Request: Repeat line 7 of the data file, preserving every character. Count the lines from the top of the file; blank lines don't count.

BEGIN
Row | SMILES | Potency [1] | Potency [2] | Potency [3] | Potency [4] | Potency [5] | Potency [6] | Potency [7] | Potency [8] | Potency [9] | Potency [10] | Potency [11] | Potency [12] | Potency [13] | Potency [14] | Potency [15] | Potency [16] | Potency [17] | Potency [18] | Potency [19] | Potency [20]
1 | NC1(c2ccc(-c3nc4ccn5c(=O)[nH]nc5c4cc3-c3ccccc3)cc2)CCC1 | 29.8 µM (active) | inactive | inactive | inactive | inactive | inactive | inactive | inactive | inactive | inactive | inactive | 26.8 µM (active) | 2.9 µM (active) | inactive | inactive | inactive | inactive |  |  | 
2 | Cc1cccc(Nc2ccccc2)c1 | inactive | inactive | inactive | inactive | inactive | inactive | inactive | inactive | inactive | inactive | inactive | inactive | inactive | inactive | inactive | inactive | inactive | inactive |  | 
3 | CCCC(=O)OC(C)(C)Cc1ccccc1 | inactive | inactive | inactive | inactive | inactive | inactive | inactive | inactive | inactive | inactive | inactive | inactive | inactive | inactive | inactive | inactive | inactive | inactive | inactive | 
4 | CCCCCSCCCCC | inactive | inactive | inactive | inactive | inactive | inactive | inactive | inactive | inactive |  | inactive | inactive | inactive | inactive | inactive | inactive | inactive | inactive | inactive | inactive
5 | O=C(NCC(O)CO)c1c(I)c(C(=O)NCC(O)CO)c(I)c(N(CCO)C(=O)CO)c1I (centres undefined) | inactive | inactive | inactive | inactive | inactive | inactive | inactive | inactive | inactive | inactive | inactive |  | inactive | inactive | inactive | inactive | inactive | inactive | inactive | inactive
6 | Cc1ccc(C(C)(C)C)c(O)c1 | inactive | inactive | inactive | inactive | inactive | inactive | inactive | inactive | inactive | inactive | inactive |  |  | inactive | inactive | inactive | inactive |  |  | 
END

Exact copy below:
6 | Cc1ccc(C(C)(C)C)c(O)c1 | inactive | inactive | inactive | inactive | inactive | inactive | inactive | inactive | inactive | inactive | inactive |  |  | inactive | inactive | inactive | inactive |  |  | 